The Lady Friend and I were talking to other day about movies, as we do, and somehow Dr. Strangelove came up. And in a way that suggested that it was a socially unacceptable thing to say, she mentioned that she didn’t like it. And then the floodgates opened: “Soooo boring! And slow! And heavy-handed! And WTF???”
I don’t hate Dr. Strangelove, but I also don’t disagree with her. It is slow and boring, and it’s over-the-top without ever really picking up speed. (It’s still beautifully filmed, plus I kind of enjoy Peter Sellers’ clownish wheelchair Nazi gag. Also the names are great — “General Buck Turgidson.”)
But last night the New Bev was playing a double bill of Billy Wilder films. The top of the bill was so-so, a nasty little comedy about a faked insurance claim that wastes Jack Lemmon and leans very heavily on an excellent performance by Walter Matthau. (Cliff Osmond is also great as a very determined private detective.)
And then on the bottom of the bill there was One, Two, Three, a film I’d never heard of, but which I now think might be my favorite Wilder. Certainly it’s his funniest and fastest, a Cold War farce that starts at a pretty high level of energy and then halfway through throws on the afterburners and doesn’t look back.
James Cagney plays a Coca-Cola executive in West Berlin assigned to looked after his boss’s wild daughter, who has apparently been living a little too fast in London and Paris. At first it seems to be going well, but when Cagney discovers that the girl’s been sneaking out to go visit a boy on the other side of the Wall, he moves decisively to put a stop to it — only to discover, repeatedly, that he’s half a step behind her. American ingenuity, organization, decisiveness, and sheer brass win out over both Communism and the bureaucratic hierarchy of capitalism, but not without the help of an army of merchants, two very efficient and loyal West German Coca-Cola employees, some propagandizing balloons, and what appears to be a rather generous expense account.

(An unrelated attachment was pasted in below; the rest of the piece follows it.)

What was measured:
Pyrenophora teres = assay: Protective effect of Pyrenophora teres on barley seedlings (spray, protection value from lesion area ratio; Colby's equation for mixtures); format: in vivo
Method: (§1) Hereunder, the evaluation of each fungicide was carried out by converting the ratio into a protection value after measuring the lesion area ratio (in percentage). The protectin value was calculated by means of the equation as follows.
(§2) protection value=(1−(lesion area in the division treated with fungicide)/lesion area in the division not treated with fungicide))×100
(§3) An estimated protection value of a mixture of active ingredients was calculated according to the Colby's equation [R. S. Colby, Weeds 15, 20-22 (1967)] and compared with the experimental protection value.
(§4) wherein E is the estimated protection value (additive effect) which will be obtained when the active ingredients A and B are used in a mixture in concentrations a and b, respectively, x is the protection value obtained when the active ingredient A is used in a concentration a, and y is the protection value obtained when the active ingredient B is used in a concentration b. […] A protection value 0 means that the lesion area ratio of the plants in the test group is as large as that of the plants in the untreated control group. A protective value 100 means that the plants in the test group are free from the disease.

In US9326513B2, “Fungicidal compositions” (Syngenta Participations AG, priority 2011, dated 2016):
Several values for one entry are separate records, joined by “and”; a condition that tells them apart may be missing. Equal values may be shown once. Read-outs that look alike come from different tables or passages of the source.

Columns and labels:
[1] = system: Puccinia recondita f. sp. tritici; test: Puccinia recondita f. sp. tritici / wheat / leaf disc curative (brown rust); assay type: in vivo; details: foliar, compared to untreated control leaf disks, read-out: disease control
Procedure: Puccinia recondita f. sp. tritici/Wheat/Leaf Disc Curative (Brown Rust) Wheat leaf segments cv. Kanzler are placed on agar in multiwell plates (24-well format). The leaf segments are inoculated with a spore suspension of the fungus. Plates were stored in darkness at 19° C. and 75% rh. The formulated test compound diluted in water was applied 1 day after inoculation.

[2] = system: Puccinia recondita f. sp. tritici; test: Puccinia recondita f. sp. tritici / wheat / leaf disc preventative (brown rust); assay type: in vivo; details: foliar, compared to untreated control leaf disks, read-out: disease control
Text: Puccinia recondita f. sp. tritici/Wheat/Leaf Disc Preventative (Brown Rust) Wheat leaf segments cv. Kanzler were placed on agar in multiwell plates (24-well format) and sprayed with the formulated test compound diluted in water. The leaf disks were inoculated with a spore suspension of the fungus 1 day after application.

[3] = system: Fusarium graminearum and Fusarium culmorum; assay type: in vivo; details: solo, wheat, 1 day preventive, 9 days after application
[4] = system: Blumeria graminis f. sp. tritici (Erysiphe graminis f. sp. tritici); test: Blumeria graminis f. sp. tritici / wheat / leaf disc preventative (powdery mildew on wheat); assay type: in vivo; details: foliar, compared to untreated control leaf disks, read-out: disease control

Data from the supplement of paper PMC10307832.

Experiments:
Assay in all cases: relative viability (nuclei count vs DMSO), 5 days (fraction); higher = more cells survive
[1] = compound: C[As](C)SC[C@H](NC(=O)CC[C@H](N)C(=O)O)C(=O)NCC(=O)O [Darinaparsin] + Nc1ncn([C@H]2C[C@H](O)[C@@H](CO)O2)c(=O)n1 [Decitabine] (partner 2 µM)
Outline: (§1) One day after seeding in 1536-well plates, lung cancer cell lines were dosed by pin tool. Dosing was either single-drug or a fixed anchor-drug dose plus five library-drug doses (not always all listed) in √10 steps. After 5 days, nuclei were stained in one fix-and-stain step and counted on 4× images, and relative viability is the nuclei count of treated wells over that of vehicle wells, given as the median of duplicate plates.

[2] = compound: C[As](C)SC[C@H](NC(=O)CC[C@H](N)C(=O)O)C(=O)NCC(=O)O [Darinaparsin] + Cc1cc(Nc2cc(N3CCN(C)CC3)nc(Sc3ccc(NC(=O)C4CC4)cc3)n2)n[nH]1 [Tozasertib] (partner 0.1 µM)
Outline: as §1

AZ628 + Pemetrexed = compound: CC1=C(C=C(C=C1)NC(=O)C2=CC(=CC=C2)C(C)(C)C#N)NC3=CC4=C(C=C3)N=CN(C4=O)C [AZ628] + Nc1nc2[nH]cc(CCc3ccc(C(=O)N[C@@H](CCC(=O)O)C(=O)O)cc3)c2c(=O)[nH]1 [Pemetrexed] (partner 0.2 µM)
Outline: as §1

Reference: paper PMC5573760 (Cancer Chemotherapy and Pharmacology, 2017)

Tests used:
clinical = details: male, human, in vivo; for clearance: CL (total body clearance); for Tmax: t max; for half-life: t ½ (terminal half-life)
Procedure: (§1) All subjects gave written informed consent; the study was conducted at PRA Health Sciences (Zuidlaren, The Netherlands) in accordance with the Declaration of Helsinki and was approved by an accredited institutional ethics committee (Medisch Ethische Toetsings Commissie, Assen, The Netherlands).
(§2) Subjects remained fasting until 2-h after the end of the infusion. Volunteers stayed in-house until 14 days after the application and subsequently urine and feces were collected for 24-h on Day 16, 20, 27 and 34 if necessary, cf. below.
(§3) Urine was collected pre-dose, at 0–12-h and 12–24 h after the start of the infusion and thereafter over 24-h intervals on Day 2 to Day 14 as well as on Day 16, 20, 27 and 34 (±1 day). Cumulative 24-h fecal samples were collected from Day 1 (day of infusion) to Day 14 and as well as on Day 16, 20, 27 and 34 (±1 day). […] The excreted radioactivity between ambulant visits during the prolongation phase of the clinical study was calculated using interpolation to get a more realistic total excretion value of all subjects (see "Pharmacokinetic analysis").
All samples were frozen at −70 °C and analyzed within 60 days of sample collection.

The script, by Wilder and longtime partner I.A.L. Diamond from a play by Ferenc Molnár, is a spectacularly engineered machine, springing off jokes reliably every 10 to 20 seconds — sometimes they’re so close together you miss the next one if you laugh at the first — while all the time building speed in the smooth, almost unnoticeable way of a BMW passing traffic on the autobahn. By the end, the action is screaming along, the jokes are flying at you in a gorgeous, arcing spray, Cagney and his uniformly fine supporting cast are moving toward their climax with the grace of Olympians, and all’s right with the world.
One, Two, Three skewers Cold War politics, but unlike Strangelove it doesn’t see both sides as equally mad or the human race as doomed. In fact Wilder, an Austrian Jew whose parents died in Auschwitz, and Diamond, the son of Crown Heights immigrants, will have no truck with moral equivalence. Sure, the management of the Coca-Cola Company is ridiculous, and sure, Cagney’s character feels the sting of his failure to ascend the corporate ladder. And at the climax of the film, he essentially gives up his career aspirations, allowing himself to be “promoted” into a desk job at the Atlanta headquarters, in order to spend more time with his wife and help his boss save face. But he’s also the epitome of the savvy American businessman, handling crisis after crisis with grace and ingenuity and some good-natured grumbling. He’s also clearsighted enough to greet the young ideologue’s party-line pronouncements with amusement rather than a competing ideology, and in precisely his lack of political dogma and his open, friendly nature he comes to represent the very best America has to offer the rest of humanity.